Mark Schmitt is a senior fellow and advisor to the president at the Roosevelt Institute, a New York-based think tank affiliated with the FDR Library. He is a former executive editor of The American Prospect.
THE NEOCON PARTY. It's tempting to make fun of Marshall Wittmann's newest guise, as Lieberman's communications director, as if it were just another twist in one of the oddest careers in Washington. The New York Times has some fun with that theme today.
WINNING BY LOSING.Ezra's fine article in the print edition reminds us that the Republican approach to policy was not just to pass what they thought were good ideas, but to use policy to disembowel their enemies. He does a fine job of identifying some strategies that are not only good policy, but would help break down the right-wing power structure.
In novels, films, or real life, there's really only one Washington story: Newcomer comes to town, full of idealism and ready to change the country, but soon encounters the permanent government that defines what you can't do and whom you have to deal with if you want to try. The permanent government might be octogenarian committee chairs, ruthless staffers, or -- more recently, as the power of the committee chairs has waned -- the lobbyists.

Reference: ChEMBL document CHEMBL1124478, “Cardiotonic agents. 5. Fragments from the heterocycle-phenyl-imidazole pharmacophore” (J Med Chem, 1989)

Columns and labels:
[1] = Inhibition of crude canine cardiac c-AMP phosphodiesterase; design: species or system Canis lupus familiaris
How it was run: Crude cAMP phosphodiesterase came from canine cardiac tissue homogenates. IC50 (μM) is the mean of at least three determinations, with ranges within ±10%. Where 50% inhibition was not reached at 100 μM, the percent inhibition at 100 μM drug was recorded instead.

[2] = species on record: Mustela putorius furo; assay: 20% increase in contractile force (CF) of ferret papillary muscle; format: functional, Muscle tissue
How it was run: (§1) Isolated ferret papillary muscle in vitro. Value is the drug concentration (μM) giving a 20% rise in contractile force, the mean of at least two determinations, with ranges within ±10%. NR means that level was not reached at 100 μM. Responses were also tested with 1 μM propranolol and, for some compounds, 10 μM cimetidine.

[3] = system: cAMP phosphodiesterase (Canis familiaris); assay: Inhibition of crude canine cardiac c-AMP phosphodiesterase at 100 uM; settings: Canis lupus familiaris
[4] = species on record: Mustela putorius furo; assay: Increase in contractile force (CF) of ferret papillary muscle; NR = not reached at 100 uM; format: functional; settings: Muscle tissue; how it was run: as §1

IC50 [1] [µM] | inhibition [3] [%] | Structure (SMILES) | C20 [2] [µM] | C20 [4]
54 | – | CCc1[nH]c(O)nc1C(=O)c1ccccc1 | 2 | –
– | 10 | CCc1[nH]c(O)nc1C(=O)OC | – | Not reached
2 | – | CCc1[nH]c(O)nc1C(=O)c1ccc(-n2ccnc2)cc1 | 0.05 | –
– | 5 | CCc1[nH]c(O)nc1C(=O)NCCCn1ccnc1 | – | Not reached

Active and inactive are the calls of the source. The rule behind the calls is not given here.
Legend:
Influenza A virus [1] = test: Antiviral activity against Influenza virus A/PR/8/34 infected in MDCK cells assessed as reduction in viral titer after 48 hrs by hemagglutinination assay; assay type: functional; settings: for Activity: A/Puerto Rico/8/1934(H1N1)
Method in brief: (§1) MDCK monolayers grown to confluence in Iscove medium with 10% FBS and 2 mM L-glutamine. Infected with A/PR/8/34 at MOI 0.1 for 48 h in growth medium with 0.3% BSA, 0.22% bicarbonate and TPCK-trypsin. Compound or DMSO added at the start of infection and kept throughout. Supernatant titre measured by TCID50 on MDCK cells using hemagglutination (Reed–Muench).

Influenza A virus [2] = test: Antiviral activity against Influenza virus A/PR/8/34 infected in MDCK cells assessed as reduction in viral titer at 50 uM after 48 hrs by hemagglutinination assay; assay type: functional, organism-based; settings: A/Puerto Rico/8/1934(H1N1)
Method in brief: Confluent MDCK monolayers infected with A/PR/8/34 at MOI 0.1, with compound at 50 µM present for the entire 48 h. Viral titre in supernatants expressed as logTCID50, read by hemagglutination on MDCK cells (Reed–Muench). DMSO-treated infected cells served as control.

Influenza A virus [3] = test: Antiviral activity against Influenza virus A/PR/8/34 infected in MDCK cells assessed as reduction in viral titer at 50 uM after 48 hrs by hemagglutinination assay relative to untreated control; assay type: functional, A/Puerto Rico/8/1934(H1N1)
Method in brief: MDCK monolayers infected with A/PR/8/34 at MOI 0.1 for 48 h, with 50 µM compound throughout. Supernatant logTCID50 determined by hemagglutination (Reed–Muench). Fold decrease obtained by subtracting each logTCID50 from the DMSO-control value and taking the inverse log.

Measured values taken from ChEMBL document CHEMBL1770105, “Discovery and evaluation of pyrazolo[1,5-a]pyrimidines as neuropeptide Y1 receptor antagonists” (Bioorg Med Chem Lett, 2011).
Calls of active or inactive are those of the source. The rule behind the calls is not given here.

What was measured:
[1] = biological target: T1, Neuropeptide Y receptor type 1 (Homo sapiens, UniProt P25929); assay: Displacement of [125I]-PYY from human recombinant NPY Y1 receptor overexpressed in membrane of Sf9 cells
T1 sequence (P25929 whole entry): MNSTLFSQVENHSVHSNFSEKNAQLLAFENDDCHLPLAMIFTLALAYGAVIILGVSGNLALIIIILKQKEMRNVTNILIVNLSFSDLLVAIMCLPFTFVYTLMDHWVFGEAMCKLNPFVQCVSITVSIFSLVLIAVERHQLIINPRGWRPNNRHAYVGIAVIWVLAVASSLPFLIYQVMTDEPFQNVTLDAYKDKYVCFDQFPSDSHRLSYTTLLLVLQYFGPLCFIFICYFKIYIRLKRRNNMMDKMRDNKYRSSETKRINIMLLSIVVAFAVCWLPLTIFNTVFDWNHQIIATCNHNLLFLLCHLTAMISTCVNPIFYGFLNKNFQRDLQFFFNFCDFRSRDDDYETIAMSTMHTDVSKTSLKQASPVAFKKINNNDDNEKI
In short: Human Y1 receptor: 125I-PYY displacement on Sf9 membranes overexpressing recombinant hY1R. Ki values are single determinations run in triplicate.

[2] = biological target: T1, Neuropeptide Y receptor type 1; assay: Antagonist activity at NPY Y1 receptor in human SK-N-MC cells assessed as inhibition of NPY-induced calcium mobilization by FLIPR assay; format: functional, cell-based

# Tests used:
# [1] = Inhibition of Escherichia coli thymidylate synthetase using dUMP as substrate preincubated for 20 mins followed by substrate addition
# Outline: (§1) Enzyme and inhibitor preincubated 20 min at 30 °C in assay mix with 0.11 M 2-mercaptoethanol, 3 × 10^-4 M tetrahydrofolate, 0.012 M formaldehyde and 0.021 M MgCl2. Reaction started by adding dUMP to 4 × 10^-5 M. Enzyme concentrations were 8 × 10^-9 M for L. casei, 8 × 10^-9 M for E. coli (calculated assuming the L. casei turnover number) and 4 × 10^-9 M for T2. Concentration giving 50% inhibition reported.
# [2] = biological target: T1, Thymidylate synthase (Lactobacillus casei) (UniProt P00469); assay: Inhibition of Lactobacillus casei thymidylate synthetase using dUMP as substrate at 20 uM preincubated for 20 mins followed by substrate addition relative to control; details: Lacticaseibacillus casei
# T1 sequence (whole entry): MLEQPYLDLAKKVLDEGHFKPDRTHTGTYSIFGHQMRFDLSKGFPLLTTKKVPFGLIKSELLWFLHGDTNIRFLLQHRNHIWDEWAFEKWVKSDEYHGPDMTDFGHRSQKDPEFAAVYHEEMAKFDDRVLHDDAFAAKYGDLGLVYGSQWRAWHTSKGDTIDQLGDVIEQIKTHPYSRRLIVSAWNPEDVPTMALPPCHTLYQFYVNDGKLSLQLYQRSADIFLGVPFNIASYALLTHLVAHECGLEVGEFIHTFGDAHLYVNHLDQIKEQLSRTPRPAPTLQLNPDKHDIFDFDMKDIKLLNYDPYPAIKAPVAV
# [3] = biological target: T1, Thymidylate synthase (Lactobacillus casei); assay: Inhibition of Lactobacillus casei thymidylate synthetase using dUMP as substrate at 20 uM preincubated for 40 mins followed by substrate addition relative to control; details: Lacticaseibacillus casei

It's the story of the Carter administration, the Clinton administration, and almost every new congressional majority. Even Republican right wingers claim it's their story that "we came to change Washington, but Washington changed us." (That one's not true, but we'll get to that.)
DEM GOVS: AN EMBARASSMENT OF RICHES. As Scottpointed out, Mattworries that there's too little talk about good middle-America governors as presidential candidates, and that "we may be doomed to an endless cycle of Senators (who DC political reporters already cover), governors from Virginia and Maryland (whose exploits are detailed in the Metro section of The Washington Post), and scions of famous families."
THE "WRONG" CANDIDATES.Michael Tomasky yesterday delivered an eloquent version of the challenge to the conventional wisdom that Democrats won the House by running conservative candidates. He's right, of course, although as I argued, the perception that the Democratic Party has moved a bit toward the center is not harmful, even if it just reaffirms the reality that this is and has long been a center-left party.